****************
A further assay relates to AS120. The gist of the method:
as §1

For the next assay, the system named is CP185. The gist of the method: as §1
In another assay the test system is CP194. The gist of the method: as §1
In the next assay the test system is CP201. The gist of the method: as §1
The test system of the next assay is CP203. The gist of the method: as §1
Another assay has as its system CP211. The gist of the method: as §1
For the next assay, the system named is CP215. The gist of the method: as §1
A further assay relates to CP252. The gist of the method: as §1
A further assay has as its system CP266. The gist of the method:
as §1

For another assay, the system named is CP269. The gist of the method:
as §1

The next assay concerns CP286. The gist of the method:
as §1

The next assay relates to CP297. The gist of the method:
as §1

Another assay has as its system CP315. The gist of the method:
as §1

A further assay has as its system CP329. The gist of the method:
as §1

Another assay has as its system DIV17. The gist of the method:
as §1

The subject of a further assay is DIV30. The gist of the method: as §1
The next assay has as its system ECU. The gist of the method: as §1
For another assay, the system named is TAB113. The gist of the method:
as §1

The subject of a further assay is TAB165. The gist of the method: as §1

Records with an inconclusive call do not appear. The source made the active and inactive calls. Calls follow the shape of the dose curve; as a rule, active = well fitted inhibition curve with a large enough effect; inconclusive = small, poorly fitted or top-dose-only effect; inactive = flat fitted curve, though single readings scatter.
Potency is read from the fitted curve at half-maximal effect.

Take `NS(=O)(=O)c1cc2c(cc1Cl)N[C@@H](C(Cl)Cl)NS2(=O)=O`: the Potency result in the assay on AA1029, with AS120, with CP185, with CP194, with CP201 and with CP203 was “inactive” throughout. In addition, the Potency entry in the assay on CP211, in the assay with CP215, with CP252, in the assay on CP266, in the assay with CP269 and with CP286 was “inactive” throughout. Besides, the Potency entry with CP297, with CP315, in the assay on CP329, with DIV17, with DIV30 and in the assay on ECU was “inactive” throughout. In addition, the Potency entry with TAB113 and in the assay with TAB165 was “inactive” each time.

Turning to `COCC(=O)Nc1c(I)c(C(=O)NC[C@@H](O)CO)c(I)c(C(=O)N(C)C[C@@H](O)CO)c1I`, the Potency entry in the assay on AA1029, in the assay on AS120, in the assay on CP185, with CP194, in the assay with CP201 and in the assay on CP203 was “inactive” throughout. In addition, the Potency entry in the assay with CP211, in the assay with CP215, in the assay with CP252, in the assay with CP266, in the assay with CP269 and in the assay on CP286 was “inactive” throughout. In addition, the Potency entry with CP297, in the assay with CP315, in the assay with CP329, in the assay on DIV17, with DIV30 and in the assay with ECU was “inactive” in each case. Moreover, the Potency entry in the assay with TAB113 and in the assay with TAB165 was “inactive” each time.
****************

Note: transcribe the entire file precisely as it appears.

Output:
A further assay relates to AS120. The gist of the method:
as §1

For the next assay, the system named is CP185. The gist of the method: as §1
In another assay the test system is CP194. The gist of the method: as §1
In the next assay the test system is CP201. The gist of the method: as §1
The test system of the next assay is CP203. The gist of the method: as §1
Another assay has as its system CP211. The gist of the method: as §1
For the next assay, the system named is CP215. The gist of the method: as §1
A further assay relates to CP252. The gist of the method: as §1
A further assay has as its system CP266. The gist of the method:
as §1

For another assay, the system named is CP269. The gist of the method:
as §1

The next assay concerns CP286. The gist of the method:
as §1

The next assay relates to CP297. The gist of the method:
as §1

Another assay has as its system CP315. The gist of the method:
as §1

A further assay has as its system CP329. The gist of the method:
as §1

Another assay has as its system DIV17. The gist of the method:
as §1

The subject of a further assay is DIV30. The gist of the method: as §1
The next assay has as its system ECU. The gist of the method: as §1
For another assay, the system named is TAB113. The gist of the method:
as §1

The subject of a further assay is TAB165. The gist of the method: as §1

Records with an inconclusive call do not appear. The source made the active and inactive calls. Calls follow the shape of the dose curve; as a rule, active = well fitted inhibition curve with a large enough effect; inconclusive = small, poorly fitted or top-dose-only effect; inactive = flat fitted curve, though single readings scatter.
Potency is read from the fitted curve at half-maximal effect.

Take `NS(=O)(=O)c1cc2c(cc1Cl)N[C@@H](C(Cl)Cl)NS2(=O)=O`: the Potency result in the assay on AA1029, with AS120, with CP185, with CP194, with CP201 and with CP203 was “inactive” throughout. In addition, the Potency entry in the assay on CP211, in the assay with CP215, with CP252, in the assay on CP266, in the assay with CP269 and with CP286 was “inactive” throughout. Besides, the Potency entry with CP297, with CP315, in the assay on CP329, with DIV17, with DIV30 and in the assay on ECU was “inactive” throughout. In addition, the Potency entry with TAB113 and in the assay with TAB165 was “inactive” each time.

Turning to `COCC(=O)Nc1c(I)c(C(=O)NC[C@@H](O)CO)c(I)c(C(=O)N(C)C[C@@H](O)CO)c1I`, the Potency entry in the assay on AA1029, in the assay on AS120, in the assay on CP185, with CP194, in the assay with CP201 and in the assay on CP203 was “inactive” throughout. In addition, the Potency entry in the assay with CP211, in the assay with CP215, in the assay with CP252, in the assay with CP266, in the assay with CP269 and in the assay on CP286 was “inactive” throughout. In addition, the Potency entry with CP297, in the assay with CP315, in the assay with CP329, in the assay on DIV17, with DIV30 and in the assay with ECU was “inactive” in each case. Moreover, the Potency entry in the assay with TAB113 and in the assay with TAB165 was “inactive” each time.